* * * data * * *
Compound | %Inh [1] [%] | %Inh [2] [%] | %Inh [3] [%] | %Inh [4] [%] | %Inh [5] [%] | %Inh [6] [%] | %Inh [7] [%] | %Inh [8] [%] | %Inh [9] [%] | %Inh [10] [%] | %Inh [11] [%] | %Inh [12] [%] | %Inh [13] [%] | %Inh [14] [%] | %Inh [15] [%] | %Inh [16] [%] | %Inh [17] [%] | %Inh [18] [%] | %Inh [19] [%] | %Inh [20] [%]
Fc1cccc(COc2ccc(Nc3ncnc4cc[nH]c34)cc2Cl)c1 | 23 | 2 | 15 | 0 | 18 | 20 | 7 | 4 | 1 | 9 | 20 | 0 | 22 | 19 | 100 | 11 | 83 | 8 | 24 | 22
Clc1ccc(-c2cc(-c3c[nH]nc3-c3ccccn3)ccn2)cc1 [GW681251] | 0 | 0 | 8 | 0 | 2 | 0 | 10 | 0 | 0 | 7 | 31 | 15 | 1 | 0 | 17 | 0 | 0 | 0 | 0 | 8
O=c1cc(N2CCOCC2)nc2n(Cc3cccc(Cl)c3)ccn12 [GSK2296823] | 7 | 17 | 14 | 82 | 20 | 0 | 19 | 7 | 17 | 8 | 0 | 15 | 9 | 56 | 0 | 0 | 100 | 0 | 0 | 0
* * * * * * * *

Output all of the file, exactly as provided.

Compound | %Inh [1] [%] | %Inh [2] [%] | %Inh [3] [%] | %Inh [4] [%] | %Inh [5] [%] | %Inh [6] [%] | %Inh [7] [%] | %Inh [8] [%] | %Inh [9] [%] | %Inh [10] [%] | %Inh [11] [%] | %Inh [12] [%] | %Inh [13] [%] | %Inh [14] [%] | %Inh [15] [%] | %Inh [16] [%] | %Inh [17] [%] | %Inh [18] [%] | %Inh [19] [%] | %Inh [20] [%]
Fc1cccc(COc2ccc(Nc3ncnc4cc[nH]c34)cc2Cl)c1 | 23 | 2 | 15 | 0 | 18 | 20 | 7 | 4 | 1 | 9 | 20 | 0 | 22 | 19 | 100 | 11 | 83 | 8 | 24 | 22
Clc1ccc(-c2cc(-c3c[nH]nc3-c3ccccn3)ccn2)cc1 [GW681251] | 0 | 0 | 8 | 0 | 2 | 0 | 10 | 0 | 0 | 7 | 31 | 15 | 1 | 0 | 17 | 0 | 0 | 0 | 0 | 8
O=c1cc(N2CCOCC2)nc2n(Cc3cccc(Cl)c3)ccn12 [GSK2296823] | 7 | 17 | 14 | 82 | 20 | 0 | 19 | 7 | 17 | 8 | 0 | 15 | 9 | 56 | 0 | 0 | 100 | 0 | 0 | 0